I was looking at the Dean 6-string (EADGBE guitar tuning) not too long ago, but I may end up getting a VariAxe instead... that will be a LOT easier to record and perform amplified with... ;)
Not your mama, or Yo-yo Ma!

Offline madmat

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Re: My son wants to play the banjo
« Reply #10 on: Jan 04, 2007, 10:31:09 PM »
We have wanted to find an instrument that is a good fit for him. I think a banjo would be a good match for his personality.
My GrandMother would be so happy ,she had said for years someone in the family need to play banjo like her father.She passed way in October and I wish she were still here to she the start of this great adventure. ;)
I just keep flashin' back to those scenes from "Deliverance"...
Not your mama, or Yo-yo Ma!

Offline Barefoot Larry

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Re: My son wants to play the banjo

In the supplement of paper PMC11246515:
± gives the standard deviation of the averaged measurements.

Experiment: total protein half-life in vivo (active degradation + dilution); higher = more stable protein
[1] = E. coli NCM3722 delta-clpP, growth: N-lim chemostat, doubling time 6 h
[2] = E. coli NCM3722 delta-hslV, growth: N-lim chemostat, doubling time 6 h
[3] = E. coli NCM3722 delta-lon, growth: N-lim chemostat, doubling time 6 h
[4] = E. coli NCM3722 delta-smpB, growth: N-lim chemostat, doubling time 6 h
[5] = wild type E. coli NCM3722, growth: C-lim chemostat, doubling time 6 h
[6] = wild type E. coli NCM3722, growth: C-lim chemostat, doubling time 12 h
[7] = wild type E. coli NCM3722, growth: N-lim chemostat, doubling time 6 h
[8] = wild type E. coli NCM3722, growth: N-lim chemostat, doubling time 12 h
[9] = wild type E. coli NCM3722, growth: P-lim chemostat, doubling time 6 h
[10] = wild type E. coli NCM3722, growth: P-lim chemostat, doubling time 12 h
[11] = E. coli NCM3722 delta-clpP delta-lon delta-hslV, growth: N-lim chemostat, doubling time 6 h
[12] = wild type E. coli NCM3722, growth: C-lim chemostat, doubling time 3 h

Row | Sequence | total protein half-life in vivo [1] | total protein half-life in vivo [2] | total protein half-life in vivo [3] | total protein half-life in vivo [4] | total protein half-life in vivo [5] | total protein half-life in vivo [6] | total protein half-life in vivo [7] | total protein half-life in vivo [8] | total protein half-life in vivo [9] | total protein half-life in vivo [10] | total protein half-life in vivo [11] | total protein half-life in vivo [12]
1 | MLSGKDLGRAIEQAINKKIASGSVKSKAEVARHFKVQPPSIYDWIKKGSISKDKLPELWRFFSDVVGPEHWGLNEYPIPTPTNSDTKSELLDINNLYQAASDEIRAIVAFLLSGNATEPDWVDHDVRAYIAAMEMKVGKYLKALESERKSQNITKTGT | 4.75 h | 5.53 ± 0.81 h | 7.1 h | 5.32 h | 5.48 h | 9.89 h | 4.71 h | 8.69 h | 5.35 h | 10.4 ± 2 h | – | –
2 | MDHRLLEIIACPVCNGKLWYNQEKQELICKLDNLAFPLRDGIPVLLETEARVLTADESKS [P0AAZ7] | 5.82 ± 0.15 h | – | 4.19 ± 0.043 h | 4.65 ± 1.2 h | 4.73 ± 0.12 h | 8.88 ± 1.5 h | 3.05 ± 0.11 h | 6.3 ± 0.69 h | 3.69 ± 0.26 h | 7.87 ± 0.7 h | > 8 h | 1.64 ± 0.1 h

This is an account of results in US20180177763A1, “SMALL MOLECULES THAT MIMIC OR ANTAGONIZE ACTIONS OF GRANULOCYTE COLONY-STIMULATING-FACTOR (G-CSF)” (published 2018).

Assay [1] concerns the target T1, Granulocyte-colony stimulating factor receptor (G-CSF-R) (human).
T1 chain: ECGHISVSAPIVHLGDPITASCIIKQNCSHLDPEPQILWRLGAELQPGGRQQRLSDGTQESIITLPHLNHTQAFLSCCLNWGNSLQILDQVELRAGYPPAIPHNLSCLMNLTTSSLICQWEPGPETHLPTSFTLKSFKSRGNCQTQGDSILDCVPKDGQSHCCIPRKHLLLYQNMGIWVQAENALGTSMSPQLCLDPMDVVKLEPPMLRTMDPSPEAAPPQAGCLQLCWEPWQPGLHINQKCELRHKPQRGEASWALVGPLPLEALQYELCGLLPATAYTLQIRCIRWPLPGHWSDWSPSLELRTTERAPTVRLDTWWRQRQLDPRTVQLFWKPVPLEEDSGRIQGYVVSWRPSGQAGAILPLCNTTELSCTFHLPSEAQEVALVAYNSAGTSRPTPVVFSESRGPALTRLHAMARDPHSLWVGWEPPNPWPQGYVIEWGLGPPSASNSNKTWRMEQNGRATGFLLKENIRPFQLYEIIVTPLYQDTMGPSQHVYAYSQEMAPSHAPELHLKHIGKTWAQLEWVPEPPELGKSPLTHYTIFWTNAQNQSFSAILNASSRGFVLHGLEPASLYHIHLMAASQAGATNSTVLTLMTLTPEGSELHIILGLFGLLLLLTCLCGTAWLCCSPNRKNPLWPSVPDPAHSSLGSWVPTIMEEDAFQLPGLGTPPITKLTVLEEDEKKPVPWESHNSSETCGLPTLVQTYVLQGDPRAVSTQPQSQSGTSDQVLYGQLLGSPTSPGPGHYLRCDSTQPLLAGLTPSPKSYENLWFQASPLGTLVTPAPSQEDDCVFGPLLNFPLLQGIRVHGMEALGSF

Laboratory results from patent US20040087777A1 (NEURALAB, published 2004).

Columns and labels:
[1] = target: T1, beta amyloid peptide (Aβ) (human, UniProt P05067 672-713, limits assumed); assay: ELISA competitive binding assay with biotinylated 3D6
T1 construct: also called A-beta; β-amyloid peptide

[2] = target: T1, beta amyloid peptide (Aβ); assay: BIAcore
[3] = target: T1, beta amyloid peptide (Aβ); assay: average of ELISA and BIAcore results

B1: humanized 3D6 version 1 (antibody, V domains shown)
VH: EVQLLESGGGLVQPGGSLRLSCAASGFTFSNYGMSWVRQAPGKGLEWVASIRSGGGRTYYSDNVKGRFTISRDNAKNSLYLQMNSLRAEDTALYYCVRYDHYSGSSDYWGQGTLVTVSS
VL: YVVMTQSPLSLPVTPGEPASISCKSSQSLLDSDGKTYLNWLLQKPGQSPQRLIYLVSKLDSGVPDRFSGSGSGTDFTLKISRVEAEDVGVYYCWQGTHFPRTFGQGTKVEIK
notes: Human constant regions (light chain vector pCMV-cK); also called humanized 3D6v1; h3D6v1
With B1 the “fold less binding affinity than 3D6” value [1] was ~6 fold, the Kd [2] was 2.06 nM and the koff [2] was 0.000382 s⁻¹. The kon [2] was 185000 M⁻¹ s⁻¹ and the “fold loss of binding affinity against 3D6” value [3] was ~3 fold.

« Reply #11 on: Jan 05, 2007, 04:47:59 AM »
I just keep flashin' back to those scenes from "Deliverance"...


And from "Big Fish" (2003).

In the scene where the main character is walking up the path into the Lost Town, he passes a cabin with Billy Redden (pictured above) leaning back in a chair on the front porch of a little cabin, playing a few notes from "Duelling Banjos".

At the age of 16, he was the only authentic "Local" they used in "Deliverance".

He was hand-picked from his local elementary school largely due to his "look" (his large head, skinny body, odd-shaped eyes and moronic grin had sadly branded him a poster-child for inbreeding and mental deficiency).[color]
http://www.imdb.com/name/nm0714681/bio

The kid actually grew up to be pretty normal-looking.



Offline madmat

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Re: My son wants to play the banjo
« Reply #12 on: Jan 05, 2007, 04:56:27 AM »
Hey! We're talking about someone who wants to play like Bela Fleck, here! ;D

Pos(t)er child... indeed! ;)
Not your mama, or Yo-yo Ma!

Offline Barefoot Larry

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Re: My son wants to play the banjo
« Reply #13 on: Jan 05, 2007, 05:00:23 AM »